Though as a private citizen he had voted against the creation of a municipal auditorium in 1937, Mayor Satterfield fought valiantly to ensure that Robinson Auditorium opened to the public once he took office.  Shortly after he became Mayor, it was discovered that there were not sufficient funds to finish the construction. After the federal government refused to put in more money, he was able to negotiate with some of the contractors to arrange for the building to be completed. He also oversaw a successful special election to raise the money to finish the project.

Satterfield was a staunch supporter of the airport and worked to expand it.  He would serve as the chair of the first Municipal Airport Commission.  He also established the Little Rock Housing Authority (on which he would later serve on the board).

Following the outbreak of World War II, Satterfield enlisted in the Army and was given the rank of a Major. He later was promoted to a Colonel and worked in the Pentagon during its early days.

In the late 1940s Satterfield became president of a small Little Rock bank called People’s Bank.  The bank changed its named to First National Bank when it moved into new offices at 3rd and Louisiana in 1953.  Under his leadership it grew into one of the state’s largest banks.

Mayor Satterfield lived in Little Rock until his March 1966 death.

 

Little Rock Look Back: J. V. Satterfield Jr., LR’s 48th Mayor

SatterfieldOn May 14, 1902, future Little Rock Mayor John Vines Satterfield, Jr. was born in Marion.   He grew up in Little Rock and Earle. J.V. was a star quarterback for the Earle football team and is featured in a painting of that team by respected painter Carroll Cloar.  That painting is currently on display through June 1 at the Arkansas Arts Center as part of their exhibit of the works of Carroll Cloar.

Following high school, J.V. taught and coached and sold Fords.  He then moved to Little Rock and sold insurance and later securities.  In 1931 he opened his own business; that same year he built a house at 40 Beverly Place in Little Rock, which would serve as his home until his death.

J. V. Satterfield was elected to serve as Mayor of Little Rock in 1939 and served one term, until 1941.  He was credited with saving the City from bankruptcy because of his fiscal policies. Among his efficiencies were the creation of a central purchasing office and using grass moved from the airport to feed the Zoo animals.  Though as a private citizen he had voted against the creation of a municipal auditorium in 1937, Mayor Satterfield fought valiantly to ensure that Robinson Auditorium opened to the public once he took office.  Shortly after he became Mayor, it was discovered that there were not sufficient funds to finish the construction. After the federal government refused to put in more money, he was able to negotiate with some of the contractors to arrange for the building to be completed. He also oversaw a successful special election to raise the money to finish the project.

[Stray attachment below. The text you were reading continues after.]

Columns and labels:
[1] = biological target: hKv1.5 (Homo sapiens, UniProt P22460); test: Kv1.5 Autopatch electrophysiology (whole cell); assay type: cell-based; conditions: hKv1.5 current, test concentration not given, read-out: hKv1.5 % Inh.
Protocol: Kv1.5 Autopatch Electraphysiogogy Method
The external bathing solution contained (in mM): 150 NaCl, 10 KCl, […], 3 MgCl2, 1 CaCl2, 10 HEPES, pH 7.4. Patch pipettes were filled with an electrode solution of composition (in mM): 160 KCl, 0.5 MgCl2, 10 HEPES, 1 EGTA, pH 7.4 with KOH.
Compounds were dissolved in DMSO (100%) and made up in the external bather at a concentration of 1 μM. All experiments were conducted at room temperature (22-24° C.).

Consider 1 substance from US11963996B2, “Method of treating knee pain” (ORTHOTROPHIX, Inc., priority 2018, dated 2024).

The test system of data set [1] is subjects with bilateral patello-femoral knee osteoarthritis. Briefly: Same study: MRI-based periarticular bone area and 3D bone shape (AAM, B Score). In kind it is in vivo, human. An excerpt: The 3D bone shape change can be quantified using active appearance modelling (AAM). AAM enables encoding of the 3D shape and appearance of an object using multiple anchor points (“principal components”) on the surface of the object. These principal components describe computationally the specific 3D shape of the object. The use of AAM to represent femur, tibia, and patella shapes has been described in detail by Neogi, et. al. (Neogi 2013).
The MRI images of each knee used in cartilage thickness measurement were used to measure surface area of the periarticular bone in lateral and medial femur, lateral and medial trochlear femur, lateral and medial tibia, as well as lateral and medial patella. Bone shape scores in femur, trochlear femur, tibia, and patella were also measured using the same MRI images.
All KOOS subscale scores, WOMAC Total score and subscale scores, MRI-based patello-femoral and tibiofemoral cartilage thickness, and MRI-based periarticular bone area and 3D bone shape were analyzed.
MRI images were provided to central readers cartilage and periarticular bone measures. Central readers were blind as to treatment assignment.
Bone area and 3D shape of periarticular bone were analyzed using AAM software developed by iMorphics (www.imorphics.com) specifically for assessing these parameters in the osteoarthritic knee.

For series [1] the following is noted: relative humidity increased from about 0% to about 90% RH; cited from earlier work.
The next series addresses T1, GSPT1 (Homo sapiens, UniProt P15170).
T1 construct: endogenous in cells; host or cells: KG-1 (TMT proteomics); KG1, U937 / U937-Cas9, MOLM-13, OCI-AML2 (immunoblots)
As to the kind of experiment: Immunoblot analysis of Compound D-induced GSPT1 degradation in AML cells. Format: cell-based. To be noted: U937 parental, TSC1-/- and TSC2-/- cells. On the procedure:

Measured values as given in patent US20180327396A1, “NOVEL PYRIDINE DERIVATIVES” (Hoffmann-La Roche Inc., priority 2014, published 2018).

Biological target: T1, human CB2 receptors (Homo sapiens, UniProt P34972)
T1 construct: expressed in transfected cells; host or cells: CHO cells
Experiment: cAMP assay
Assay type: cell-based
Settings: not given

Satterfield was a staunch supporter of the airport and worked to expand it.  He would serve as the chair of the first Municipal Airport Commission.  He also established the Little Rock Housing Authority (on which he would later serve on the board).  Mayor Satterfield also served as President of the Arkansas Municipal League in 1941.

Following the outbreak of World War II, Satterfield enlisted in the Army and was given the rank of a Major. He later was promoted to a Colonel and worked in the Pentagon during its early days.

In the late 1940s Satterfield became president of a small Little Rock bank called People’s Bank.  The bank changed its named to First National Bank when it moved into new offices at 3rd and Louisiana in 1953.  By focusing on smaller customers and courting corporate customers, Satterfield grew the bank into one of the state’s largest banks.  He maintained his desk in the lobby of the bank so he could interact with the customers and ensure they were having a positive experience.

Due to chronic health issues, Satterfield retired from the bank in 1964. He died in March 1966.

LR Look Back: Mayor J. V. Satterfield Jr.

SatterfieldOn May 14, 1902, future Little Rock Mayor John Vines Satterfield, Jr. was born in Marion.   He grew up in Little Rock and Earle. J.V. was a star quarterback for the Earle football team and is ostensibly featured in a painting of that team by respected painter Carroll Cloar.

Following high school, J.V. taught and coached and sold Fords.  He then moved to Little Rock and sold insurance and later securities.  In 1931 he opened his own business; that same year he built a house at 40 Beverly Place in Little Rock, which would serve as his home until his death.

J. V. Satterfield was elected to serve as Mayor of Little Rock in 1939 and served one term, until 1941.  He was credited with saving the City from bankruptcy because of his fiscal policies. Among his efficiencies were the creation of a central purchasing office and using grass moved from the airport to feed the Zoo animals.

Satterfield was a staunch supporter of the airport and worked to expand it.  He would serve as the chair of the first Municipal Airport Commission.  He also established the Little Rock Housing Authority (on which he would later serve on the board) and oversaw the bonds needed to finish constructing Robinson Auditorium.  He was mayor when the building opened.  Mayor Satterfield also served as President of the Arkansas Municipal League in 1941.

Following the outbreak of World War II, Satterfield enlisted in the Army and was given the rank of a Major. He later was promoted to a Colonel and worked in the Pentagon during its early days.

In the late 1940s Satterfield became president of a small Little Rock bank called People’s Bank.  The bank changed its named to First National Bank when it moved into new offices at 3rd and Louisiana in 1953.  By focusing on smaller customers and courting corporate customers, Satterfield grew the bank into one of the state’s largest banks.  He maintained his desk in the lobby of the bank so he could interact with the customers and ensure they were having a positive experience.

Due to some health issues, Satterfield retired from the bank in 1964. He died in March 1966.